As you might know, Russia and America are currently contesting in – what the Dutch call –‘a match of long-peeing’. The cause for this contest has been the so-called Magnitsky bill.
According to Wikipedia:
The main intention of the law was to punish Russian officials that were thought to be responsible for the death of Russian attorney Sergei Magnitsky by prohibiting their entrance to the United States and use of their banking system.
Russia responded by prohibiting Americans their entrance to Russia, when they had presumably been involved in human rights’ violations. So far, this has been a bread-and-butter conflict between the former archenemies. The United States and Russia are officially no enemies anymore, but still have a lot of hostile reflexes originating from the Cold War. “An eye for an eye” is one of those hard-to-abolish reflexes.
The latest anti-American bill that has been passed by the Duma, the Russian parliament, is aimed at punishing the American people for the Magnitsky bill. This Duma-bill puts a ban on American adoption of Russian orphans and children-in-need. Here are the pertinent snips from an article by the BBC:
Russian President Vladimir Putin has defended a ban on Americans adopting Russian children, which has been proposed by the Russian parliament.
He said the bill, a response to the US Magnitsky Act which bars entry to Russian alleged human rights violators, was "appropriate".
Russian officials, he said, were not allowed to sit in on US cases involving the mistreatment of Russian children.
A number of cases where Russian children have died or been mistreated at the hands of US adoptive parents have made headlines in Russia.
Mr Putin said he still needed to read the Russian bill in detail, though he backed it in principle.
The rate of adoption in Russia is low. Some 3,400 Russian children were adopted by foreign families in 2011, nearly a third of them by Americans. The number of children adopted by Russian citizens was 7,416.
Americans have adopted around 60,000 Russian children over the past 20 years, with 19 recorded deaths among them. Over the same period, 1,500 orphans died in Russian adoptive families, according to the Russian prosecutor-general's office.
"The State Duma's response may be emotional, but I consider it to be appropriate," Mr Putin said, referring to Russia's lower house.
He called the US Magnitsky Act "unfriendly". The act replaced the US Jackson-Vanik amendment, which dated back to the Cold War.
"They have replaced one anti-Soviet, anti-Russian law with another... That is very bad. This, of course, in itself poisons our relations," Mr Putin said.
In this argument, I won’t judge Russia and the United States on their past behavior towards human rights. I conclude with the remark that both countries have a worrisome track record on this topic, during the Cold War AND during the War on Terrorism. In both cases it is a question of the pot calling the kettle black.
The only problem of this latest Duma-bill is that it has a terrible blowback for one of the most poor and pitiful groups in Russia: the orphans and children-in-need.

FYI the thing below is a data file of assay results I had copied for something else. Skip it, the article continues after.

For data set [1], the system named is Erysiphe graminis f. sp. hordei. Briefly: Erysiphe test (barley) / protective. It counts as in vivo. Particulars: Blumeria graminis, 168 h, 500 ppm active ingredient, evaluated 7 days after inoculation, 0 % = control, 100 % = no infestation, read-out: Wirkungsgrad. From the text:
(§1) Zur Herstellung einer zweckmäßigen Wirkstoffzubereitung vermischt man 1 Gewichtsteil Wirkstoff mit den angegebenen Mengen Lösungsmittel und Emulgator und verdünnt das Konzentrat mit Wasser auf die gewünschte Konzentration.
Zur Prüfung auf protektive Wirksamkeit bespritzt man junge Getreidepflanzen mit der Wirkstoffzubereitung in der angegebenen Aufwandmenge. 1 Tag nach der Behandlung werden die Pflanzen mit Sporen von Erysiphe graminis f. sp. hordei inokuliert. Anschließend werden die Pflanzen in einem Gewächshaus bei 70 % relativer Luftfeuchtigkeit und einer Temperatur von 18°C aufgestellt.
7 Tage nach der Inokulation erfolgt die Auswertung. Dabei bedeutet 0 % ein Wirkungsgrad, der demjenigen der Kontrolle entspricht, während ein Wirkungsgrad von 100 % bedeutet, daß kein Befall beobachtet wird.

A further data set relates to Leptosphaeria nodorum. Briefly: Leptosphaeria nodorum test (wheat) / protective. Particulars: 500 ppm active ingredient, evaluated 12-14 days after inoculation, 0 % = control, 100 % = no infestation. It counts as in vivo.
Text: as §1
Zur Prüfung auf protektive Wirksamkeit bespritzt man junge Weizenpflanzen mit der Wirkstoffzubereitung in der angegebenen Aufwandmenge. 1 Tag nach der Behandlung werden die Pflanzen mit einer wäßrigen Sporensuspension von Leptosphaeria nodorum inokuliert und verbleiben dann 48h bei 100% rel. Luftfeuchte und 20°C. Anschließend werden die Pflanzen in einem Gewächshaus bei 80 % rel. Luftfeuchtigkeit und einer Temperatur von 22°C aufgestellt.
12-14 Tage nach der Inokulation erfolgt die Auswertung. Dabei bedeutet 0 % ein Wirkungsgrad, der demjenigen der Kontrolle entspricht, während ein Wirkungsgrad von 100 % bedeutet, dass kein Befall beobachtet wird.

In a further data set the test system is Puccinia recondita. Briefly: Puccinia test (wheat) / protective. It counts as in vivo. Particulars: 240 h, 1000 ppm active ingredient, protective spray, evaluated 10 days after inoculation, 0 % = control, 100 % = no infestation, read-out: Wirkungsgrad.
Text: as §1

Many orphans and children-in-need – physically and mentally challenged children or children with parents that are not able to take care of them anymore – spend their lives in terrible and tragic poverty in the Russian orphanages.
These children are neglected and abused, dirty and underfed and suffer often from dangerous and sometimes lifethreatening diseases, like psychic conditions, influenza, pneumonia, aids and tuberculosis.
Although in general their situation can not yet be compared to the situation in European and US orphanages, there is unfortunately still a big difference between the children in the two large Russian cities and those in the rest of the country.
Children in orphanages in the large cities Moscow and St-Petersburg generally live in beter circumstances than the children in rural areas. Besides that, they have at least a slight chance for a happy adoption, due to the much higher wealth ratio of the people there. These orphanages in Moscow and St-Petersburg might also attract more attention from wealthier Russians, as they have a better chance for media coverage from one of the Russian TV channels and newspaper.
The real problem lies with the orphanages in the vast rural areas of Russia, where lack of jobs and good housing, poverty, despair and alcoholism have taken their toll from the people. Especially these areas have a tradition of ‘everybody for themselves and God for us all’, as many of the people living there are just busy with surviving every day. They neither have the energy nor the money to help children-in-need.
People should remember that Russia, although it is an extremely wealthy country, is also a country where the wealth is divided very unevenly: Moscow and St-Petersburg bath in luxury, while the rest of the country hardly has a ruble to spend.
The most remarkable thing is perhaps, that 80% of the children in the rural orphanages still has parents. However, these parents are not able to take care of these children for various reasons, like poverty, a young age, a troubled family situation or alcoholism, which is still a giant killer among middle-aged men and women in Russia.